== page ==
Embedded RFID product authentication combats counterfeit goods

Industrial Embedded Systems — September 19, 2008

1Getting the right component – part, reagent, or sample – matched to the right system is critical not only to ensure manufacturing and testing integrity, but also to prevent companies from using the wrong items. RFID built into machinery, water analyzers, medical devices, and other systems can seamlessly identify correct and incorrect products.

Counterfeiting is a global issue that costs businesses billions of dollars in revenue each year. In 2000 alone, trade in counterfeit goods reached an estimated $450 billion, and the problem has only grown worse since then. Counterfeiting afflicts numerous items across many industries, including chemical reagents, device consumables, game tokens and chips, paper documents and certificates, removable media, and replaceable parts. In addition to counterfeit products, generics and substitutes cost companies revenue and often tarnish brand names.

Embedded RFID provides a simple, cost-effective solution to counterfeiting as well as the problems associated with unauthorized generics and substitutes. RFID allows manufacturers to embed inconspicuous tags that typically cost 10-30 cents each directly into or onto their products or consumables. Once a tag is added to a product or consumable, it can then be encoded with a digital fingerprint using state-of-the-art cryptography that uniquely identifies the product or consumable.

Counterfeits, Substitutes, and Generics (CSGs) create a multitude of problems for businesses across nearly every industry. CSGs divert revenue away from OEMs and designers who rely solely on complimentary consumables for profitability. They also tarnish brand names because poor performance can adversely affect an unwitting customerís opinion and experience with a product. Customers often blame the original branded product instead of the poorly performing generic, thus ruining their relationships with a particular brand.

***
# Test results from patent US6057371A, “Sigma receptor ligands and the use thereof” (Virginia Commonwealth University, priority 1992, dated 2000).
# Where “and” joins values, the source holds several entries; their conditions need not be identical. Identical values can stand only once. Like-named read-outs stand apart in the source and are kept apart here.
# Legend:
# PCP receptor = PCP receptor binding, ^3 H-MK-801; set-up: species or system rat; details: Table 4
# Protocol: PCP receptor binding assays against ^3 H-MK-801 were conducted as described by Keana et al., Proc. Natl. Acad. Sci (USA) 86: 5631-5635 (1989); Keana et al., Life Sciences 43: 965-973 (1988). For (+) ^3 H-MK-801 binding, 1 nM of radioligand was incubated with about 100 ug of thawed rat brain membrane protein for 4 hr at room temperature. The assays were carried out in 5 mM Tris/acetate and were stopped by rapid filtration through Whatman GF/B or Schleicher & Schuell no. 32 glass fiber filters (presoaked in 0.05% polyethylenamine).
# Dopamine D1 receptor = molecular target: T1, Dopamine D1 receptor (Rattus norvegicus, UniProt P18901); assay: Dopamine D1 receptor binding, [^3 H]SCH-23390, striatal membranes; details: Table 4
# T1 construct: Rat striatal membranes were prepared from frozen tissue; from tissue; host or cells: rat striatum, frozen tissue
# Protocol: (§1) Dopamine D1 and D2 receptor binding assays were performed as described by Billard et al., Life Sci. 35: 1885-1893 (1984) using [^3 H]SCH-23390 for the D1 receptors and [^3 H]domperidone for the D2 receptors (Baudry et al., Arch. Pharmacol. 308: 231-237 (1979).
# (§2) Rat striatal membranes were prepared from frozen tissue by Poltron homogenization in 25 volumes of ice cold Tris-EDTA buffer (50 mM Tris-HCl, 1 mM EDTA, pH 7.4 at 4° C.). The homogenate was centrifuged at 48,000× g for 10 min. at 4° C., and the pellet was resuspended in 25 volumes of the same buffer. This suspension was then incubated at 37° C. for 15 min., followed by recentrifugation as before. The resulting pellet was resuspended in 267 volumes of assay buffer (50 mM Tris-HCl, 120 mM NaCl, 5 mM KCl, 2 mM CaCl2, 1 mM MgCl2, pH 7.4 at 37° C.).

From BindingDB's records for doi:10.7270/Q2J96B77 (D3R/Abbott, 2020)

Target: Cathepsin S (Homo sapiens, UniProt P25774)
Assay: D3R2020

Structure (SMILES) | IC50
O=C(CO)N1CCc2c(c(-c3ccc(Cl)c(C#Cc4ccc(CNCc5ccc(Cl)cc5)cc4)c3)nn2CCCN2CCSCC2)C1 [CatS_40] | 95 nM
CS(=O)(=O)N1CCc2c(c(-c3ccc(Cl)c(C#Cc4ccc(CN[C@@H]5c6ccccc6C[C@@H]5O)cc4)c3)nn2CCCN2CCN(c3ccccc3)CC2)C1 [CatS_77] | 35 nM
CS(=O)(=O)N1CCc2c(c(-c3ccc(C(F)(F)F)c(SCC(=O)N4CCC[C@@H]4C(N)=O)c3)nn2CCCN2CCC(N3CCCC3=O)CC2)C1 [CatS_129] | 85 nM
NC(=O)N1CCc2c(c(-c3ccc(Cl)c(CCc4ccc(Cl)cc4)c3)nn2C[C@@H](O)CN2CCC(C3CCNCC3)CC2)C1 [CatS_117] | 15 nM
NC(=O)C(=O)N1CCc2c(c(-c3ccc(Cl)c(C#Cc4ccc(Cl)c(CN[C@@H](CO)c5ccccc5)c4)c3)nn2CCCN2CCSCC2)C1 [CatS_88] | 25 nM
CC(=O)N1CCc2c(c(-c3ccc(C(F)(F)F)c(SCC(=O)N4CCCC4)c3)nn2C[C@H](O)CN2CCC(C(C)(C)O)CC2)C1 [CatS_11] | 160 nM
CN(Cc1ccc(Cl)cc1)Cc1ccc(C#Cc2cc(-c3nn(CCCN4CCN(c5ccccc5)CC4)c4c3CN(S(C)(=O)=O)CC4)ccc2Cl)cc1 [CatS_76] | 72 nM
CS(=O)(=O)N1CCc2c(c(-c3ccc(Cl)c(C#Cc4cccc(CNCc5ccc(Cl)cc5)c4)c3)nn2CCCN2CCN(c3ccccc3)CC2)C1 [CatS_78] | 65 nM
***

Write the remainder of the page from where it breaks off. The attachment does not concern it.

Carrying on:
The influx of CSGs into the market also drives up cost. Quality and service are sacrificed in favor of price. Poor quality transfers the costs of support and warranties to manufacturers even if they are not responsible. Finally, and most importantly, CSGs threaten customer safety. In environments with medical devices, industrial filtration, and even auto parts, improperly functioning or untested substitutes can lead to consumer injury, litigation, and possibly death.

Beyond simply inhibiting CSGs

In addition to deterring problems created by CSGs, embedded RFID offers several indirect benefits. RFID increases visibility into customer preferences, enabling companies to make better decisions about product offerings and pricing. Also, because RFID can uniquely identify people and products, OEMs can use this data to personalize the customer experience with any RFID enabled product. RFID also allows OEMs to enforce usage policies that ensure correct product usage, leading to better quality, higher performance, and ultimately, more satisfied customers.

Preserving machine reliability

To illustrate these advantages, consider equipment makers who build their reputations on being able to deliver reliable, high-performance machinery that meets or exceeds functional specifications and expected lifetimes. RFID can ensure that the correct consumable is used in the manufacturing process by verifying its manufacturer, type, and age.

Every machine will inevitably wear out a part and require a replacement or will use up all of a particular consumable and require replenishment. Knowing a part or consumableís manufacturer, type, and age is vital to maintain the machineís reliability, performance, and effective lifetime. If the wrong consumable or part is used, it could negatively affect the manufacturerís brand equity and customer loyalty.

Tracking water filters

For another example, consider a water analyzer that assesses the suitability of water for drinking, cleaning, or manufacturing. This tool uses a disposable filter to measure the levels of certain microscopic particles in water. Filters wear out over time and must be replaced regularly to guarantee accurate test results.